The Poem

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Last Updated on May 6, 2015, by eNotes Editorial. Word Count: 542

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“The Searchers” is a long free-verse poem in seven sections. The title refers to the central theme of the poem: the constant movement of migrant workers as they seek not only work but also truth and dignity. Tomás Rivera presents them as embodying the questing spirit of the Americas, though they are often denied their legal and monetary due. Because the poem deals with the abuse of and discrimination against the migrant workers (Chicanos), the injurious effects of prejudice are a central concern. Though the poem does present the Chicanos as expressing the elemental identity of the Americas, the poem indicates that rejection of the people and their culture has turned them inward, searchers for a truth that can sustain one during adversity and misfortune.

Section I introduces the images of the earth in which the workers search for their history and their humanity, as well as for their livelihood. Throughout the rest of the poem, Rivera draws on the experience of the migrant worker to illustrate his belief that the earth and those who work it will endure. They will find within themselves “the passion to create/of every clod and stone/a new life/a new dream.” Their search is based on the perfection of the seed of the newborn child, which is the beginning of all life. Only bigotry and repression can, temporarily, negate the promise of the beginning.

Sections II and III extend the meaning of the word “searcher” to those who look for the past from which they have been separated by oppression and, equally important, to those who look into the face of the inevitable, death, a mystery that is suggested in loneliness and desire. The will to endure is questioned and tested.

Section IV begins the delineation of social repression and injustice that continues through Sections V and VI, in which the poet introduces the names and experiences of some of those who died. These passages poignantly celebrate the survival, the conquest, of these people. They are never alone—in life, in death, or in memory. That they belong to the greater experience of the Chicano is the final assertion of the poem.

Sections V and VI proclaim the solidarity of the people and their culture. The individuals who died (such as Chona, who died giving birth in a sugar-beet field, or Kiko, who died in Italy in World War II) are the martyrs. In their struggles for freedom and dignity, they were destroyed and became points of reference for those who lived after them. Section VII ends the poem with the assertions that people—and race—are greater than death and that the Chicano will continue to search. It is the search for truth and personal dignity that is central to humanity itself.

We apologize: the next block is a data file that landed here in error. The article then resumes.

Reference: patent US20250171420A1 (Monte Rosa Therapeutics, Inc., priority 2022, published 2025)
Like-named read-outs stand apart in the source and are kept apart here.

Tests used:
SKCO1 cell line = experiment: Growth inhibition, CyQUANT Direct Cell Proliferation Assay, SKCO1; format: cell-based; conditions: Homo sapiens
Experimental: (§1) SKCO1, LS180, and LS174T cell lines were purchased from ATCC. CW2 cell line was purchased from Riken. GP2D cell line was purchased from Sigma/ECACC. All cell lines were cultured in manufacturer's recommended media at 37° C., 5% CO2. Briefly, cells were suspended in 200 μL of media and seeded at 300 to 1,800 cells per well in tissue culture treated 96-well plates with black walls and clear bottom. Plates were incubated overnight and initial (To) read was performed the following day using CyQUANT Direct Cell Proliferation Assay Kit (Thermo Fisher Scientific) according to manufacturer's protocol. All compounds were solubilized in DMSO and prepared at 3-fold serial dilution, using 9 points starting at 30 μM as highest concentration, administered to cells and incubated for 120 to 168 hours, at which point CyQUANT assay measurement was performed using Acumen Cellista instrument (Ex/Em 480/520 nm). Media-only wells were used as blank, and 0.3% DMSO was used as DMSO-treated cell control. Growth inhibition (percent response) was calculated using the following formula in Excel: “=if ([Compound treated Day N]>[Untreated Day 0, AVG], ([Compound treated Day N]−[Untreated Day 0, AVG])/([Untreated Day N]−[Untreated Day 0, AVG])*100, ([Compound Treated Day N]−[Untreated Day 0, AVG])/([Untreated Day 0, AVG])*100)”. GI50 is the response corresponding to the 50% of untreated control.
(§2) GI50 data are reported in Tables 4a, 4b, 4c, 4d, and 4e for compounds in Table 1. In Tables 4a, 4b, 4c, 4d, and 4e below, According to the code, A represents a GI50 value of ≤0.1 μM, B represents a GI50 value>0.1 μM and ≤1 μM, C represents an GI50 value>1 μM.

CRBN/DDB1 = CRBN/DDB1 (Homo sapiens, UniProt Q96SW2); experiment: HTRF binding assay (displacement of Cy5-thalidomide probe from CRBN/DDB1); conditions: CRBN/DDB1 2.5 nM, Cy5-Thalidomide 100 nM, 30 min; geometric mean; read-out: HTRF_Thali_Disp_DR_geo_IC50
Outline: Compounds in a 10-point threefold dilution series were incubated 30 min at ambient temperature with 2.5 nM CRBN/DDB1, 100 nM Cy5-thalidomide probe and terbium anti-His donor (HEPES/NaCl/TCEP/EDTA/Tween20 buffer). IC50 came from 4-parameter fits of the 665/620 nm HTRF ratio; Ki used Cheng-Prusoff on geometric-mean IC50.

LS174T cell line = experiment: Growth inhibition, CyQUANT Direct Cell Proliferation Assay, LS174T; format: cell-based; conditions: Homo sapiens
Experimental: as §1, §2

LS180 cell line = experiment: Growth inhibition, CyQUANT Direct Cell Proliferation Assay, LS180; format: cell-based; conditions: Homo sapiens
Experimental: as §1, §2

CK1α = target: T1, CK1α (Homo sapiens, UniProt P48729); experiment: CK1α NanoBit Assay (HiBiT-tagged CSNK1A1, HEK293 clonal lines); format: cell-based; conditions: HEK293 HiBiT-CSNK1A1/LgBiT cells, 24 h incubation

The movement of the poem from lyric to narrative and back to lyric occurs as Rivera develops his idea of passion: the celebration and acceptance of life. The passion includes pain, but the pain nurtures and deepens the passion as the individual is recalled as someone whose life was never solitary. The experience of the migrant worker necessitated that many people live and travel together. Rivera presents this as closeness, not as crowding. From the closeness came sharing and understanding.

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Last Updated on May 6, 2015, by eNotes Editorial. Word Count: 371

The poem is written in both English and Spanish, indicating the bilingual nature of the Chicano. Rivera leaves in Spanish songs and sayings that belong to the community. In them, as well as in the English segments, images of food and relatives, frightening and abusive experiences become metaphors for the human experience. The simplicity of image and language is consciously intended by the poet to relate his subject to the most fundamental conditions of human life. Yet by giving the central word of the poem (“searchers”) a value that grows from those who search for work and bodily sustenance to those who search for history, dignity, and religious meaning, he gives great value to even the most common of words, such as “bread” or “kiss.” They become a way of searching. He avoids similes and symbols that would take the reader’s attention away from the experience of the people. In addition, he uses the work, food, and love necessary for life to give sacred value to such objects as bread and milk. When he mentions items indigenous to the workers—novenas, rosaries, pan dulce (“sweet bread”), trucks—he does so to indicate that even the most commonplace of objects and events can tell the story of a people. These objects are significant to the Catholic Chicano workers. He also mentions people with whom he himself worked. They, too, are expressive of their people, though they are never symbolic—they never stand for anything other than themselves.

The poem is generally a lyric; yet it exceeds the intent and tradition of the lyric; “The Searchers” has the sweep of an epic, even though it is much shorter. It tells the history of a people—their trials and conquests; it describes their travels and their way of life. In doing all this, the poem resembles the fiction written by Rivera. His fiction told of the lives of the migrant workers, but it included songs and strong visual images that allowed the reader to experience the spirit of the people. The poem accomplishes the opposite by telling of spirit in image and song, yet forcing the reader to confront the actual experience of the migrant worker through the examples that are presented narratively.